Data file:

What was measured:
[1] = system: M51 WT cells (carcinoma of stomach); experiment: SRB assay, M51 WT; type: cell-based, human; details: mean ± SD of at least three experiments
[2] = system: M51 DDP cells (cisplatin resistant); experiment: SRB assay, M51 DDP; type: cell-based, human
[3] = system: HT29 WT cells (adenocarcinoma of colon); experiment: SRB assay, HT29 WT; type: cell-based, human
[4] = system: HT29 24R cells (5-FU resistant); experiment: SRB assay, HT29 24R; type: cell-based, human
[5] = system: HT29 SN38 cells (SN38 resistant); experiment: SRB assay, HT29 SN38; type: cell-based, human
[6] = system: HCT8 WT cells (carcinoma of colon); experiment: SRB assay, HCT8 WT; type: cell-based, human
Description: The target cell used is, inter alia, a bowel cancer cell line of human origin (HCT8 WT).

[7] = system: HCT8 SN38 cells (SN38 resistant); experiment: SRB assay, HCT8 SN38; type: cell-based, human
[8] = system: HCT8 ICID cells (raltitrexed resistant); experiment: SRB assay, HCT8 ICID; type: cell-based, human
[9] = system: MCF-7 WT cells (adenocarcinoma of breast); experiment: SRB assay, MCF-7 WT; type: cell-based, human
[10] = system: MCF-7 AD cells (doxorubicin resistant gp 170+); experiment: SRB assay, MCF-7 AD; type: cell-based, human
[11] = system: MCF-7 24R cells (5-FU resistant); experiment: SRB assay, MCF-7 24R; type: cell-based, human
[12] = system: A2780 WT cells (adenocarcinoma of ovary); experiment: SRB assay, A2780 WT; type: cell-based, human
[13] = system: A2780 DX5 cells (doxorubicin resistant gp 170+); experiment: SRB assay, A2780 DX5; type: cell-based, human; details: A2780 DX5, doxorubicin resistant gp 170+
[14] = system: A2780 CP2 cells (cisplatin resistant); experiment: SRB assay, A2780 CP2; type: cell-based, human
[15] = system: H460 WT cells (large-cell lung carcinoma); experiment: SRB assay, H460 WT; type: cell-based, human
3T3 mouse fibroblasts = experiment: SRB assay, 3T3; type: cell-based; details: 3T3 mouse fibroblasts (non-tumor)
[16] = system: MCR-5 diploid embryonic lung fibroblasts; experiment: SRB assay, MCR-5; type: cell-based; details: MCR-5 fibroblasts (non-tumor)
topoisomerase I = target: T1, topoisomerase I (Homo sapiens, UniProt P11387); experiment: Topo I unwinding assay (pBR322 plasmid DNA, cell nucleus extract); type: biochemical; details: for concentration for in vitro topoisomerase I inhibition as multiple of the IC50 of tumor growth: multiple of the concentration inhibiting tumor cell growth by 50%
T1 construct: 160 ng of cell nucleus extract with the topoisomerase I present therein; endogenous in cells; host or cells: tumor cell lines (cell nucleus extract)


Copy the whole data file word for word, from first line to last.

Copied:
What was measured:
[1] = system: M51 WT cells (carcinoma of stomach); experiment: SRB assay, M51 WT; type: cell-based, human; details: mean ± SD of at least three experiments
[2] = system: M51 DDP cells (cisplatin resistant); experiment: SRB assay, M51 DDP; type: cell-based, human
[3] = system: HT29 WT cells (adenocarcinoma of colon); experiment: SRB assay, HT29 WT; type: cell-based, human
[4] = system: HT29 24R cells (5-FU resistant); experiment: SRB assay, HT29 24R; type: cell-based, human
[5] = system: HT29 SN38 cells (SN38 resistant); experiment: SRB assay, HT29 SN38; type: cell-based, human
[6] = system: HCT8 WT cells (carcinoma of colon); experiment: SRB assay, HCT8 WT; type: cell-based, human
Description: The target cell used is, inter alia, a bowel cancer cell line of human origin (HCT8 WT).

[7] = system: HCT8 SN38 cells (SN38 resistant); experiment: SRB assay, HCT8 SN38; type: cell-based, human
[8] = system: HCT8 ICID cells (raltitrexed resistant); experiment: SRB assay, HCT8 ICID; type: cell-based, human
[9] = system: MCF-7 WT cells (adenocarcinoma of breast); experiment: SRB assay, MCF-7 WT; type: cell-based, human
[10] = system: MCF-7 AD cells (doxorubicin resistant gp 170+); experiment: SRB assay, MCF-7 AD; type: cell-based, human
[11] = system: MCF-7 24R cells (5-FU resistant); experiment: SRB assay, MCF-7 24R; type: cell-based, human
[12] = system: A2780 WT cells (adenocarcinoma of ovary); experiment: SRB assay, A2780 WT; type: cell-based, human
[13] = system: A2780 DX5 cells (doxorubicin resistant gp 170+); experiment: SRB assay, A2780 DX5; type: cell-based, human; details: A2780 DX5, doxorubicin resistant gp 170+
[14] = system: A2780 CP2 cells (cisplatin resistant); experiment: SRB assay, A2780 CP2; type: cell-based, human
[15] = system: H460 WT cells (large-cell lung carcinoma); experiment: SRB assay, H460 WT; type: cell-based, human
3T3 mouse fibroblasts = experiment: SRB assay, 3T3; type: cell-based; details: 3T3 mouse fibroblasts (non-tumor)
[16] = system: MCR-5 diploid embryonic lung fibroblasts; experiment: SRB assay, MCR-5; type: cell-based; details: MCR-5 fibroblasts (non-tumor)
topoisomerase I = target: T1, topoisomerase I (Homo sapiens, UniProt P11387); experiment: Topo I unwinding assay (pBR322 plasmid DNA, cell nucleus extract); type: biochemical; details: for concentration for in vitro topoisomerase I inhibition as multiple of the IC50 of tumor growth: multiple of the concentration inhibiting tumor cell growth by 50%
T1 construct: 160 ng of cell nucleus extract with the topoisomerase I present therein; endogenous in cells; host or cells: tumor cell lines (cell nucleus extract)